Waste is a term that has taken on new significance - a paradigm of the evolution that has taken place in this matter. Today there is more awareness about processing rubbish in the sense that the dumping site should be the last option. Ms Miren Artaraz, director of the Business Studies Faculty in the Basque City of Vitoria, not only shares this thesis, but also holds that, as important as managing the waste, or even more so, is avoiding producing the rubbish in the first place. In her thesis, defended at the University of the Basque Country (UPV/EHU), she studied public policy for waste management without taking them to waste dumping sites. The thesis is entitled Public policies for sustainable management of municipal waste. An analysis applied to the municipal authority of the city of Vitoria-Gasteiz.
Ms Artaraz's hypothesis is based on public policies being an effective instrument for promoting solutions for municipal waste. To this end, she identified the most efficacious and viable ones, taking as a reference those implemented in the most advanced EU countries in this sphere. She also evaluated if they could be applied to Vitoria-Gasteiz. It is precisely in the context of the Comprehensive Plan for the Municipal Waste of the City of Vitoria-Gasteiz (2008-16) that this PhD thesis should be understood as, at a theoretical level at least, some of those policies are included in it. Concretely, the plan argues for prioritising prevention, followed by reuse, recycling, taking advantage of energy and, as a last resort, opting for the dumping of the fraction that currently cannot be valued.
Produce less, manage better
To carry out the research Ms Artaraz, amongst other things, studied the progress of waste management made in Vitoria-Gasteiz to date, focusing on data such as the waste generated, the fractions collected selectively, the containers available or awareness campaigns. She also evaluated the behaviour of members of the public by means of the Survey on the Environment amongst Families published by Eustat (the Basque Statistics Office) in 2008. Moreover, she undertook in-depth interviews with various players involved in the matter.
The researcher concluded that the key to minimising the problem arising from waste lies in producing less and managing better that which is generated. One of the great obstacles to be faced with this maxim is the current difficulty of separating economic growth from the generation of waste. Nevertheless, Ms Artaraz states that it is possible to make this division, through developing models of responsible production and consumption.
Public policies for management in this matter have to change radically if we wish to establish these models, according to the thesis. As an example of this, dumping, although being the least sustainable treatment method of all, is the most employed in most local municipal authorities in our region (due to its low cost) and, moreover, continues to be subsidised by the authorities. Also, despite all this, in theory and as a priority objective, all management plans are directed at the prevention of the generation of waste, but EU legislation does not establish quantitative targets.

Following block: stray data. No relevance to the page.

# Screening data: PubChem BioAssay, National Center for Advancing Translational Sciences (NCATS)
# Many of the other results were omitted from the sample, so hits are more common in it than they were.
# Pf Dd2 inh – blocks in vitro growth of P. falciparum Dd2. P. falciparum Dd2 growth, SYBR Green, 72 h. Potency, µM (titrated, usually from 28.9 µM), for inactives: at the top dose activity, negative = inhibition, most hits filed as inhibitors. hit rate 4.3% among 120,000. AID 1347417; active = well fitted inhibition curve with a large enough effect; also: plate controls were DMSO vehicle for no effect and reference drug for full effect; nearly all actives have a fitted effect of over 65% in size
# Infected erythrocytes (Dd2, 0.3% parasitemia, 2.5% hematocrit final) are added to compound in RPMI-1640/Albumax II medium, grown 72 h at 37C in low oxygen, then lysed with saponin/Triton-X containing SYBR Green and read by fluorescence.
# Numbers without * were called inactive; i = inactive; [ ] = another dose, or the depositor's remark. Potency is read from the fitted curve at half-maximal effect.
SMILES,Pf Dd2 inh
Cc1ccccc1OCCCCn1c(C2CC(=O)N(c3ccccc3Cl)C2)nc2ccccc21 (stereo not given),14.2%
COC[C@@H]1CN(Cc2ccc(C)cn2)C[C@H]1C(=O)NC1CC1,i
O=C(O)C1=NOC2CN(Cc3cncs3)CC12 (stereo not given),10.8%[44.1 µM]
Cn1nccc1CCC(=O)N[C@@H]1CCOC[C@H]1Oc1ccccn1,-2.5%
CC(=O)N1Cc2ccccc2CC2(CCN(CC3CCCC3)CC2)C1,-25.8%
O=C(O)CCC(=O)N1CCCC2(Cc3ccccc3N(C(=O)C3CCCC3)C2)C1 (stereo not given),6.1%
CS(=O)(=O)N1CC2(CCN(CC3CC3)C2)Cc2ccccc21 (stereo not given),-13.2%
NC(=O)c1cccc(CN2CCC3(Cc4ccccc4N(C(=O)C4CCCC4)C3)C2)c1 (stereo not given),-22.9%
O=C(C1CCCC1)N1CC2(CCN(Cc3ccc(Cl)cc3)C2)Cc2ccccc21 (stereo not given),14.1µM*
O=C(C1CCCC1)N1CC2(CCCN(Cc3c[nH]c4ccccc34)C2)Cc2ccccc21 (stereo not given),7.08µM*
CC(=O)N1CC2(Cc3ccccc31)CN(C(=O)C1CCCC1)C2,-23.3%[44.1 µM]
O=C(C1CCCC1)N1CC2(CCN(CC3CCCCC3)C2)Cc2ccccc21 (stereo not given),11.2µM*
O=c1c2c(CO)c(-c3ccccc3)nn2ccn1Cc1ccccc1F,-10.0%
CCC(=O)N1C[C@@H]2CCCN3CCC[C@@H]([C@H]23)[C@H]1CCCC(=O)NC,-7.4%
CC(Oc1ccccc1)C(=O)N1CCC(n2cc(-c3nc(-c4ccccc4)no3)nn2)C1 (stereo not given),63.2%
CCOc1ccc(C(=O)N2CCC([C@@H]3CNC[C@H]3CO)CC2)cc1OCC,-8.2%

Ms Artaraz explained that waste management has to be tackled from various perspectives, from the economic to the environmental and including the social. With the economic criterion it has to be remembered that both marginal costs (classification, transport, and so on) as well as marginal profits (reduction in reliance on virgin resources, mainly if dumping is not opted for) have to be considered for the method in question. If, moreover, it is environment that is prioritised, it is obviously preferable to use alternative systems to dumping or to incineration without energy recovery.
As regards the Vitoria-Gasteiz analysis, the researcher concluded that, despite the selective separation collection system becoming more widespread, the percentage of rubbish deposited at waste dumping sites is excessive, bearing out that it is necessary to modify the current system of management, and warns that the financial resources earmarked by a local authority to waste management are insufficient, because what is required is greater investment than that for management based on waste dump sites. Ms Artaraz stated that more sustainable public policies require a commitment to awareness and education instruments at all levels (authorities, companies and the public).
About the author
Ms Miren Artaraz Miñón (Vitoria-Gasteiz, 1970) is a graduate in Economic Sciences. She drew up her thesis under the direction of Francisco Javier Forcada Sainz, the Director of Eustat, and defended it at the Department of Applied Economics V of the University School of Business Studies in Vitoria-Gasteiz (UPV/EHU), where she also worked on her thesis. Currently Ms Artaraz is Director of this School.